Pulling together to deal with tragedy
The Gilbody Pharmacy team were hit by tragedy during Covid but their resilience and professionalism saw them crowned Team of the Year at the Independent Pharmacy Awards. Sasa Jankovic caught up with its owner Justin Gilbody…
“I had the idea for the pharmacy just before my first child was born and it was a dream come true when it finally opened on 21 June 2010, in the community in which my dad was born and grew up,” says Justin Gilbody of his eponymous pharmacy in Skegby, Nottinghamshire.
Winners of ICP’s Team of the Year 2021 award, the team at Gilbody Pharmacy include two pharmacists, two ACTs, three pharmacy technicians and one trainee, seven dispensing assistants, three health care assistants, three drivers and an administrator. A high-volume pharmacy dispensing up to 25,000 items a month, it also provides services including supervised methadone consumption, minor ailments, emergency contraception, seasonal flu vaccines and weight management into a community which has clearly benefited from its presence.
“When I started the business twelve years ago there were no links between GPs and pharmacy in the area, which was also dealing with fairly extensive drug misuse issues and high teenage pregnancy rates,” says Justin. As well as professional, accessible medicines advice and supply, the pharmacy has opened up community access to free emergency hormonal contraception and drug misuse services.
Gilbody Pharmacy has also made a huge contribution to the area’s flu vaccination program, initially as a private service in 2012, with the NHS version following from 2015.
“We were a 100-hour pharmacy and wanted to be able to offer our customers as many services as we could out of hours,” says Justin, explaining the set-up of his private flu vaccination service. "But it was also another string to our bow to increase revenue.”
As well as vaccinating in the pharmacy for NHS and private walk-ins, Justin also runs an off-site flu vaccination service in schools, businesses and care homes in his community, and to housebound vulnerable people.
“I can do 100 flu jabs a day if I’m on duty,” says Justin, “and people love the service, especially those who though they could only get a flu jab from their GP.”
More recently, the pharmacy played a vital role in its community during Covid, staying open throughout the pandemic and increasing the range of its delivery service to help even more people.
The team had its own experience with Covid to deal with, when 12 of the 22 staff tested positive in January 2021. For two weeks the remaining staff, of whom only five were dispensary-trained, kept the business open and continued to support the community, working 100-plus hours a week.
Tragically, one of the team, Lesley Ratcliffe, who had worked in community pharmacy for 30 years, died of sepsis after contracting Covid, and her death hit the team hard.
“Les worked with us since we opened and was respected and loved by everyone and losing her has been so difficult for all the team,” says Justin, who first worked with Lesley back in 1995 when he was 14 years old and on work experience at Crofts Chemist in Tibshelf.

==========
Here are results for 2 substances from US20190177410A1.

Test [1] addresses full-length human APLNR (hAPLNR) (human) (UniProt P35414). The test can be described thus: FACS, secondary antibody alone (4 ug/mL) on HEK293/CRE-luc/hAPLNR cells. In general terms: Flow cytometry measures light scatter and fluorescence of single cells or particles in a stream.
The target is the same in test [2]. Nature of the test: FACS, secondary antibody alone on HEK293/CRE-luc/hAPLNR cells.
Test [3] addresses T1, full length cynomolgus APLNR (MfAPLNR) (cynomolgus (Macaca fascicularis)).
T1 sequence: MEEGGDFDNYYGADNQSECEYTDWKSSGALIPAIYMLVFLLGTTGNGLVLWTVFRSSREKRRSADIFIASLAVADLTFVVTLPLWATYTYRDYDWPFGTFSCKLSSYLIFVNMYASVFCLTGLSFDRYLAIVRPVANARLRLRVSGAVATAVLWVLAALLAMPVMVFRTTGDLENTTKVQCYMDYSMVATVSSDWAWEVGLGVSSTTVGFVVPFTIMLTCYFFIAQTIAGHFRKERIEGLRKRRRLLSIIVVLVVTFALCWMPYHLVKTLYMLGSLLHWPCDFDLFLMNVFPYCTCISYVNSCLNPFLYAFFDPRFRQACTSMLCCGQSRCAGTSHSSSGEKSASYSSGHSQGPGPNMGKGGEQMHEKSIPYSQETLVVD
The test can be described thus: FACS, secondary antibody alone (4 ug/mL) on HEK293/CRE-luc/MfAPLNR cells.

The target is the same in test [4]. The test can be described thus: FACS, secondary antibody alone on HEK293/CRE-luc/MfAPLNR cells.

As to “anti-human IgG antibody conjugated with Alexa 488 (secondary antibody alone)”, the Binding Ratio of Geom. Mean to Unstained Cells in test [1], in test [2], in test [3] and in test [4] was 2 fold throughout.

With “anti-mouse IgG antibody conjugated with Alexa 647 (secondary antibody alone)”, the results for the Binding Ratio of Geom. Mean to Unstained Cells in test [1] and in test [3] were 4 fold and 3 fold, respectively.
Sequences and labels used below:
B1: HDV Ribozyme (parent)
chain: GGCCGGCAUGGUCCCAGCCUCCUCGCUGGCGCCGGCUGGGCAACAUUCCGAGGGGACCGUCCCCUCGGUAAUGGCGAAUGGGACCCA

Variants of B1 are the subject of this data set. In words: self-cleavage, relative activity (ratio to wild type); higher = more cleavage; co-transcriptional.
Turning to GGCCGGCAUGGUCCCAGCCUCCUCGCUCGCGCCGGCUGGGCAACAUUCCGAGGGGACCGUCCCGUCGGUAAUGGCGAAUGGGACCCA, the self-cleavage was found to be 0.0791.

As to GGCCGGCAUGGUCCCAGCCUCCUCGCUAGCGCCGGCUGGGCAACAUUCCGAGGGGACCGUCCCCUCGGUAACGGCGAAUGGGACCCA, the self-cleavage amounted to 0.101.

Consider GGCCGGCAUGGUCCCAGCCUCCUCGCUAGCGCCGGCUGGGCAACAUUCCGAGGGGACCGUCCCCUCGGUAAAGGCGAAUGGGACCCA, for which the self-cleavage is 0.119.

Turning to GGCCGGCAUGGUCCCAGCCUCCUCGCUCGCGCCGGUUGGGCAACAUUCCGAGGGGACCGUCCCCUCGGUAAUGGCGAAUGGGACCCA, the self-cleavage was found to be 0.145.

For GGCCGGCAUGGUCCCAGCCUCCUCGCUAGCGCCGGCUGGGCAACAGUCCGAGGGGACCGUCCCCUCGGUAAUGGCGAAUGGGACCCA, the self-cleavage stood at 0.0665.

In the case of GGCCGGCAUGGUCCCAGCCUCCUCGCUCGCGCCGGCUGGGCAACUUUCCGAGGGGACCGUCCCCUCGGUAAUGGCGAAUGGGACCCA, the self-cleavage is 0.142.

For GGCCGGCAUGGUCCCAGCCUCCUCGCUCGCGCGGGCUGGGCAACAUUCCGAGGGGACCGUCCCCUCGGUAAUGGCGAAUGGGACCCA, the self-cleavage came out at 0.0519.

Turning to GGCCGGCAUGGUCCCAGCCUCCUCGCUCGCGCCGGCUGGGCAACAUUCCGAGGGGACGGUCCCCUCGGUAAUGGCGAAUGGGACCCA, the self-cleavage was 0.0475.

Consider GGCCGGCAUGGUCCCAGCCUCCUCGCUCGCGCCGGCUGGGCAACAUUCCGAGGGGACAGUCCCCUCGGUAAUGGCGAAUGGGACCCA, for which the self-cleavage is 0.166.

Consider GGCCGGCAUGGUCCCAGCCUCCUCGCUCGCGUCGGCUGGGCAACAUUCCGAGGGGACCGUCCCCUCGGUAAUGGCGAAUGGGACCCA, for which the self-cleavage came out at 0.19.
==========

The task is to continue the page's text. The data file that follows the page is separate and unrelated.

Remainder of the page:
“She, like the other wonderful people in the Crofts Chemist family, made me feel so welcome, and gave me the passion and desire to become the pharmacist I am today.”
Pulling together during the toughest of times is just one of the ways that Gilbody’s team has contributed to the ongoing success of the pharmacy and its loyal customer base that Justin says has made it “one of the busiest dispensing pharmacies in the UK."
However, the pandemic – and the government’s response to pharmacy’s role within it – gave Justin cause to rethink his personal direction, and in March this year he announced the sale of Gilbody Pharmacy to the Brothers Pharmacy Group in Leicester.
“I feel I have really given the business my all but Covid was a big kick in the teeth for me,” says Justin. “At the start of the pandemic I rang my local MP to ask for help with face masks and was told that as we are a private business I needed to sort it out myself.
"Things changed after a few weeks when the government realised they needed community pharmacists once GPs closed their doors and people were dying, but then they wanted the £70-80k upfront lump sum they had given us paying back.
“For me personally I worked seven days a week every day in lockdown, and bank holidays, and gave up time with my family as lots of people have. We never missed a delivery or any services, we look after ten care homes and 150 people at home using blister packs, and we had the multiples sending patients to us as they were closed, but it felt like there was no appreciation at all from the government for all our hard work.”
Justin says selling the pharmacy wasn’t an easy decision to make. “I love being a pharmacist and my amazing team has made the pharmacy what it is today but I really need to give some time to my family and focus on a more sustainable work / life balance.”
However, he’s still involved in Gilbody Pharmacy, working there as a locum a few days a week. “I’m really hands on and when I started in pharmacy I had an ambition to build a business with 20 pharmacies one day,” he says, “but life is about quality not quantity – not just for patients but for my own family and my own life.
“I don't know many people who don't know someone who has died of Covid, and this definitely forces you to take stock of your own life and what you want to do with the rest of it.
“I introduced a pharmacy into a very deprived area in my community and 12 years later it’s been a huge success, so I’ll always be really proud of that achievement, but locuming suits me for now.”